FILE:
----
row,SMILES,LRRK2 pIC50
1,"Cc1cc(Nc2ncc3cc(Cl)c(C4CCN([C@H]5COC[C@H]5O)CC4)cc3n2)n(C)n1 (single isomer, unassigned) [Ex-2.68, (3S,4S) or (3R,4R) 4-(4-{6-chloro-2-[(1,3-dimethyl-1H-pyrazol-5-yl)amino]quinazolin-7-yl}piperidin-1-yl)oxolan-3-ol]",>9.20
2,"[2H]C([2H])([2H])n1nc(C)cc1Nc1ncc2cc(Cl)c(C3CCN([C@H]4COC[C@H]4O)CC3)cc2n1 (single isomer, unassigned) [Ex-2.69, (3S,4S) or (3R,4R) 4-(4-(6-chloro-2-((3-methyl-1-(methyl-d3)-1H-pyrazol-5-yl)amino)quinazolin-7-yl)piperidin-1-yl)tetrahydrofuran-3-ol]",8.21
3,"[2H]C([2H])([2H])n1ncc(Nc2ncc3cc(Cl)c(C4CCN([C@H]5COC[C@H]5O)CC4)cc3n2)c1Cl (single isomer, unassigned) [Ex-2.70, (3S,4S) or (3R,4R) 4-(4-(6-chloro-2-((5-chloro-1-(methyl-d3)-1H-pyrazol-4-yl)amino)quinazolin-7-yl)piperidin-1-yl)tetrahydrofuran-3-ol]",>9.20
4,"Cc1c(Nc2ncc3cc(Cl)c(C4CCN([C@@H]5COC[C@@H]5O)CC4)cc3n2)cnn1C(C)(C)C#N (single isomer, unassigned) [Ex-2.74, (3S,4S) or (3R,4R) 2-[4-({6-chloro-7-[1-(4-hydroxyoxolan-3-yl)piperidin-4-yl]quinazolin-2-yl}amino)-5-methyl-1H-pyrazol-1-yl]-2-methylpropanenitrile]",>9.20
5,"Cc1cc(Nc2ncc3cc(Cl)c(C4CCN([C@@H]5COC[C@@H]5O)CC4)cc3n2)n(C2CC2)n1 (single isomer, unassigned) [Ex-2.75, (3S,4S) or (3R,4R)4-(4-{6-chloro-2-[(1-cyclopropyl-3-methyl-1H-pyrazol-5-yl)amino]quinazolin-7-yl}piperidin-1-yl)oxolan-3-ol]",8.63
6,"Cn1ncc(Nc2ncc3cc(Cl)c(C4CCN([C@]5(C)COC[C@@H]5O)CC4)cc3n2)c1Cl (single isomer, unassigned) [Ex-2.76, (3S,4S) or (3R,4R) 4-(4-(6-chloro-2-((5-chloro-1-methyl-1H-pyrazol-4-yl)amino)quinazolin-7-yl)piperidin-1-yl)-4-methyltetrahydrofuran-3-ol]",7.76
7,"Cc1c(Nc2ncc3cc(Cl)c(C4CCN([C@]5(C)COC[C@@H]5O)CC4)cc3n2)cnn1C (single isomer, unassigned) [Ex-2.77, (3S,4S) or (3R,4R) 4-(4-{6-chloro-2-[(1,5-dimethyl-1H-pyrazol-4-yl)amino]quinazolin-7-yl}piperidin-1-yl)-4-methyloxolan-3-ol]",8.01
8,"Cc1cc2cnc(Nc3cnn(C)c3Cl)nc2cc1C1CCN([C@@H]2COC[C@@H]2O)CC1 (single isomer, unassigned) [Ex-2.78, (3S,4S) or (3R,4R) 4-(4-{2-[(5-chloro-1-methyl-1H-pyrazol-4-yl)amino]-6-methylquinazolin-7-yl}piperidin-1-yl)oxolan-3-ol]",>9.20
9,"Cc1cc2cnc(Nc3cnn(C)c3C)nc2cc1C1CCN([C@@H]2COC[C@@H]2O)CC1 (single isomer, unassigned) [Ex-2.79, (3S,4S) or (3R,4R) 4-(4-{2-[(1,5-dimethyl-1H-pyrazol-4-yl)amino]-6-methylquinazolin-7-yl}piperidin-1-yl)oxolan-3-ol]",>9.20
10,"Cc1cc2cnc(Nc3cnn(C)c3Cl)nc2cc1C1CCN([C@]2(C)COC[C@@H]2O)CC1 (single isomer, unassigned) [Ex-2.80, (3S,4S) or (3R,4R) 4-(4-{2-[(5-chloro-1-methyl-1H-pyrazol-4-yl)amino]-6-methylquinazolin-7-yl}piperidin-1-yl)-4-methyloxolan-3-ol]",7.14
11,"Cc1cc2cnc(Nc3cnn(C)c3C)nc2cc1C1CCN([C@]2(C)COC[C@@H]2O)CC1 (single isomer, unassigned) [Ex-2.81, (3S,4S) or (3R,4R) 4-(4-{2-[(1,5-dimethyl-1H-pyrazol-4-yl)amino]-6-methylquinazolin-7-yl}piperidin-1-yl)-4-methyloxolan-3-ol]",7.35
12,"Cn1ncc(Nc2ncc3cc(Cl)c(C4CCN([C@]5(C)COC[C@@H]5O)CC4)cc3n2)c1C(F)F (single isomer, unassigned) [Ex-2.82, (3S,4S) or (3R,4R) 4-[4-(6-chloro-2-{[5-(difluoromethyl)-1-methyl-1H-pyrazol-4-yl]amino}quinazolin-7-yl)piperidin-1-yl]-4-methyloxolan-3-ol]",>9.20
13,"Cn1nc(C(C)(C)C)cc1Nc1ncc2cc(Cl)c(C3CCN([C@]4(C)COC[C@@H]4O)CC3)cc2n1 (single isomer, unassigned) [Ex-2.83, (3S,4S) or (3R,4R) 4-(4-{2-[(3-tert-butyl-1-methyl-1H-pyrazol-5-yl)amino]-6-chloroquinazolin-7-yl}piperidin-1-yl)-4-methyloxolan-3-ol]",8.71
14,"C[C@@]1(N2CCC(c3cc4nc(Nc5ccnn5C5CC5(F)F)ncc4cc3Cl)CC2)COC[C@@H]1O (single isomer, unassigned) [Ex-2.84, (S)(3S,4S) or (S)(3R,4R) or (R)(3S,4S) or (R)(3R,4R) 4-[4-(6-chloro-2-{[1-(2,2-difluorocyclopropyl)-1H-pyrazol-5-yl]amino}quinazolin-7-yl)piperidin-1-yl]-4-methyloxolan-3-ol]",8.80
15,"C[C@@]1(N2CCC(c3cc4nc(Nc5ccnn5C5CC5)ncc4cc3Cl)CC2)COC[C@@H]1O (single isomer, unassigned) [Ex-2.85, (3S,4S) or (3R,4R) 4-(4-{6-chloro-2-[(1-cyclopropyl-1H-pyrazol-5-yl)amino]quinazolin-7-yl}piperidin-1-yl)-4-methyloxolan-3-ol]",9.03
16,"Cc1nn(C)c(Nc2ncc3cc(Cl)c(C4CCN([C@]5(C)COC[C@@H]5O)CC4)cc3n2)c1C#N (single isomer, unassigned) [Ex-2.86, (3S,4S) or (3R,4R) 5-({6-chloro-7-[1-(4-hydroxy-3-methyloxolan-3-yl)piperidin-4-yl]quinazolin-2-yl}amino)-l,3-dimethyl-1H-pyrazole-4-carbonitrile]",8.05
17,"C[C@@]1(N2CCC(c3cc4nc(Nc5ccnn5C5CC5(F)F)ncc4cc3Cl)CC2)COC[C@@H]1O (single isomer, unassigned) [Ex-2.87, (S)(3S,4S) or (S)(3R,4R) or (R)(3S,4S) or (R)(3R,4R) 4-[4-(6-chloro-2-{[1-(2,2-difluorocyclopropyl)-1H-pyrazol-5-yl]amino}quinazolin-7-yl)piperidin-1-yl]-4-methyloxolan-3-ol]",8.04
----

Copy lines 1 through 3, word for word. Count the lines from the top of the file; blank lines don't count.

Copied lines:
row,SMILES,LRRK2 pIC50
1,"Cc1cc(Nc2ncc3cc(Cl)c(C4CCN([C@H]5COC[C@H]5O)CC4)cc3n2)n(C)n1 (single isomer, unassigned) [Ex-2.68, (3S,4S) or (3R,4R) 4-(4-{6-chloro-2-[(1,3-dimethyl-1H-pyrazol-5-yl)amino]quinazolin-7-yl}piperidin-1-yl)oxolan-3-ol]",>9.20
2,"[2H]C([2H])([2H])n1nc(C)cc1Nc1ncc2cc(Cl)c(C3CCN([C@H]4COC[C@H]4O)CC3)cc2n1 (single isomer, unassigned) [Ex-2.69, (3S,4S) or (3R,4R) 4-(4-(6-chloro-2-((3-methyl-1-(methyl-d3)-1H-pyrazol-5-yl)amino)quinazolin-7-yl)piperidin-1-yl)tetrahydrofuran-3-ol]",8.21